A man who was killed when the light aircraft he was travelling in as a passenger crashed into a field has been named as Simon Chamberlain.
The 29-year-old father-of-one, from Harlow, died together with t he Yak 52 plane's pilot when they got into difficulties at around 2.55pm yesterday after flying out of North Weald airfield in Essex.
Witnesses described how the training aircraft had been attempting a somersault before going down and bursting into flames in a rural area between Ongar and Writtle, near Chelmsford.
Police have said they are not in a position to identify the pilot, but confirmed yesterday that he was also from Essex.
Mr Chamberlain's family said in a statement: "Yesterday there was a light aircraft crash near Writtle in Essex. Simon Chamberlain, who was 29, was the passenger in that plane. He would have been 30 in May.
"Lizzie, his wife, has lost her best friend and soul mate. His son, Charlie, who will be two years old in August, has lost his father. And his parents, Paul and Steph, have lost a loving son. We love him more than anything the world.
"Our hearts also go out to the other person involved in this tragedy.
"We know that you will respect the fact that we now need time to grieve and give us the space to heal."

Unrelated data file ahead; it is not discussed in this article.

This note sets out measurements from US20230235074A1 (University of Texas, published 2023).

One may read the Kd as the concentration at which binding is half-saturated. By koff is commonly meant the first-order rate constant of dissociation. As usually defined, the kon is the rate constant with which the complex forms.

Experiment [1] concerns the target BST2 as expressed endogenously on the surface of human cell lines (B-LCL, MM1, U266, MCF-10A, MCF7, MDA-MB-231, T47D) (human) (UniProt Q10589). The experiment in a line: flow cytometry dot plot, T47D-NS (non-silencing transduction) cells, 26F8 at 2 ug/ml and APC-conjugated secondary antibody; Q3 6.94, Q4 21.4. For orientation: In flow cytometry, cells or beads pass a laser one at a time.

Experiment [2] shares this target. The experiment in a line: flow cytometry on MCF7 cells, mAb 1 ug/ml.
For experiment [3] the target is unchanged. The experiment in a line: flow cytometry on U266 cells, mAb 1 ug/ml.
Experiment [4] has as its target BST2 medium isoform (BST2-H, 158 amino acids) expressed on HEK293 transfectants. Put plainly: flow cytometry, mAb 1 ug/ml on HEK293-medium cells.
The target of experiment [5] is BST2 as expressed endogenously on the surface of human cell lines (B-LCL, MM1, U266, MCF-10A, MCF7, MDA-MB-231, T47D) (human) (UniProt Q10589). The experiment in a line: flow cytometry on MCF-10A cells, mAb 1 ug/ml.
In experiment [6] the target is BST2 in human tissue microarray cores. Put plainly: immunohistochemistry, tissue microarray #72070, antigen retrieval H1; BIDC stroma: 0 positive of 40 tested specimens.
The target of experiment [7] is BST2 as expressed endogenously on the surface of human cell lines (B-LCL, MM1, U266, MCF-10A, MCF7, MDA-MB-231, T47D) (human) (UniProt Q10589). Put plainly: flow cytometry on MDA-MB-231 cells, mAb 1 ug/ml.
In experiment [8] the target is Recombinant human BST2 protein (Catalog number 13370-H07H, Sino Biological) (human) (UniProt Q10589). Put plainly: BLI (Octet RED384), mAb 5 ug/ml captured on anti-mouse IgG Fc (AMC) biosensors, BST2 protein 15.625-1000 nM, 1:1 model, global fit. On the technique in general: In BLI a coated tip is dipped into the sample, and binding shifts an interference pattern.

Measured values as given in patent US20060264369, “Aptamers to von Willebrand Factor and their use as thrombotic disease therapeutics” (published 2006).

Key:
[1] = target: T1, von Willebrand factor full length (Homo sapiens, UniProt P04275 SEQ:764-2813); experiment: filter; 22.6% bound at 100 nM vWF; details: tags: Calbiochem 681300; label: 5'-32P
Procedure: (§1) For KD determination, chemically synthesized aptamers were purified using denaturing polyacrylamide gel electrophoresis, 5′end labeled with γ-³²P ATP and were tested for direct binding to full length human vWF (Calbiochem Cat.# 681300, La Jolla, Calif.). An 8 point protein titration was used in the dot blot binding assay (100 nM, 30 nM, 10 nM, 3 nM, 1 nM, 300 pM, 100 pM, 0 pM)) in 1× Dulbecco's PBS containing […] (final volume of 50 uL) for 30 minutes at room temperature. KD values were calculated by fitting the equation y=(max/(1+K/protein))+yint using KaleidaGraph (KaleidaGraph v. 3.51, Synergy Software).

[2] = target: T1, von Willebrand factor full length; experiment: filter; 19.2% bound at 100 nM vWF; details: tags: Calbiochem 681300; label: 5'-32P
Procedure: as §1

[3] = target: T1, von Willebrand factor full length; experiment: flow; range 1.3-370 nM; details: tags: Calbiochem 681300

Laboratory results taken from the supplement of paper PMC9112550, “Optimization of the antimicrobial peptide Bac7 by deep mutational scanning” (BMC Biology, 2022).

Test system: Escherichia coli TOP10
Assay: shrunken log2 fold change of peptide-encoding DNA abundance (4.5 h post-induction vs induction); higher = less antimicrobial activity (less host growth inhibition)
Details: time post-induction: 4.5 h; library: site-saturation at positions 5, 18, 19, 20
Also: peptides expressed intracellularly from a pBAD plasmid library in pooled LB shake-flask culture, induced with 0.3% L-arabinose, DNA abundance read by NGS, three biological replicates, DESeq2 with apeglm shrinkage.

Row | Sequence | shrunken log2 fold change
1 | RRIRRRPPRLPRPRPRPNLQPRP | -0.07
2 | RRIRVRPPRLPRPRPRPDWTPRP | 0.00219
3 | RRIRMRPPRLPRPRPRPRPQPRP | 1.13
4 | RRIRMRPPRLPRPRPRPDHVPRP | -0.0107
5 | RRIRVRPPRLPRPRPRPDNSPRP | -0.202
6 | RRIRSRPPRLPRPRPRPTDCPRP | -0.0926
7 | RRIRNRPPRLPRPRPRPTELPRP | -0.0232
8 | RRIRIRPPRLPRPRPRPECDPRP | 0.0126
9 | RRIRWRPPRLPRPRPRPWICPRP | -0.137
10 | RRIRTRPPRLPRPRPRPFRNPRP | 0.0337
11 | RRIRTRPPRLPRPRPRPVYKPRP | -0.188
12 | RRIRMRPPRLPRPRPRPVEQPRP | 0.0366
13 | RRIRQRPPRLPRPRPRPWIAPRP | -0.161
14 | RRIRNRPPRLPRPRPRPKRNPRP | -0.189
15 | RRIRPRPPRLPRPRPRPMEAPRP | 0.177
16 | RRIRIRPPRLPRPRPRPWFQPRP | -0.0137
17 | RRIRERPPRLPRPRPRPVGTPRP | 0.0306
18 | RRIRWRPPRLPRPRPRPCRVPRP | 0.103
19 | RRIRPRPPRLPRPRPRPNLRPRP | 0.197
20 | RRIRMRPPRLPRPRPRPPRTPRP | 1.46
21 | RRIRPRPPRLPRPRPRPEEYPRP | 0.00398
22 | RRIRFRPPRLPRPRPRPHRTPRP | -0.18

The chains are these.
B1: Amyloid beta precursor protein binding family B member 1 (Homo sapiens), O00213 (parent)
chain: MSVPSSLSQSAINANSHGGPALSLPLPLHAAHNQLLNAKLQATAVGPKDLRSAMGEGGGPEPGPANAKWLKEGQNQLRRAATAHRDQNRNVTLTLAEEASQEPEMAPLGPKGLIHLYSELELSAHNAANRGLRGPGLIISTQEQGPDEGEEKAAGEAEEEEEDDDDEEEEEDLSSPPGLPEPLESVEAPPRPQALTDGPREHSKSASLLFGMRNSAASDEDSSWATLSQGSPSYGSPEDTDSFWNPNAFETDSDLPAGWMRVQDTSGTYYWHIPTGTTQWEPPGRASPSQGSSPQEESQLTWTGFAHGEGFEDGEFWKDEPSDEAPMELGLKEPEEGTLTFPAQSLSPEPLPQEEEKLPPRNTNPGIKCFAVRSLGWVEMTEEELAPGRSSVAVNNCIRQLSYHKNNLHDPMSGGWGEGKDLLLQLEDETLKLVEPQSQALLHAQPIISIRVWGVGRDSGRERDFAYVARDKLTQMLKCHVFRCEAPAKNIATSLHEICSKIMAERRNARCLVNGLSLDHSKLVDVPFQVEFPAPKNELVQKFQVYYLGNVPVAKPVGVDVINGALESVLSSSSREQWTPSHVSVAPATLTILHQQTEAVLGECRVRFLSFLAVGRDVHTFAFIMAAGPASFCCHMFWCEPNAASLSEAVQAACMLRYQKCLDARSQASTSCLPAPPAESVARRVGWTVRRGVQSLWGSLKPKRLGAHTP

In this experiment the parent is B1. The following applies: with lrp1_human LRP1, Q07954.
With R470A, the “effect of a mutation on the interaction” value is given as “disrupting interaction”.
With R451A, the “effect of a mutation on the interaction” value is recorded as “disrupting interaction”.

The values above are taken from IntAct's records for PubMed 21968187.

Mr Chamberlain's family said he was an aircraft enthusiast who served as secretary and trustee of the North Weald Airfield Museum, both voluntary roles.
He did everything at North Weald airfield from general maintenance to refuelling helicopters and moving planes around and was also a keen amateur aircraft photographer.
The Air Accidents Investigation Branch (AAIB) is investigating yesterday's accident, which left the aircraft "completely alight".
The Yakovlev Yak 52 is a two-seater propeller aircraft first built in the Soviet Union in the 1970s which is popular for aerobatic flying
It has been involved in two more fatal accidents in the UK in recent years.
In April 2011, t wo people were killed when a Yak 52 aircraft from North Weald crashed.
Instructor Simon Hulme, 33, and his 43-year-old student, Spencer Bennett, died when their plane went down near Langford, east of Chelmsford .
An inquest in Chelmsford in 2012 heard they were on the last day of a three-day formation flying school when the aircraft spun and plummeted from 1,800ft into a lake.
And in January 2003, Falklands veteran Anthony Hunt, 48, died along with his brother Ian, 45, when their aircraft crashed in a field on the Easton Neston estate, near Towcester, Northamptonshire, while practising aerobatic manoeuvres.
His family were awarded £270,000 damages by the High Court in 2006 after an investigation found that during maintenance a short screwdriver had become wedged into the wires that operated the rear elevators of the plane.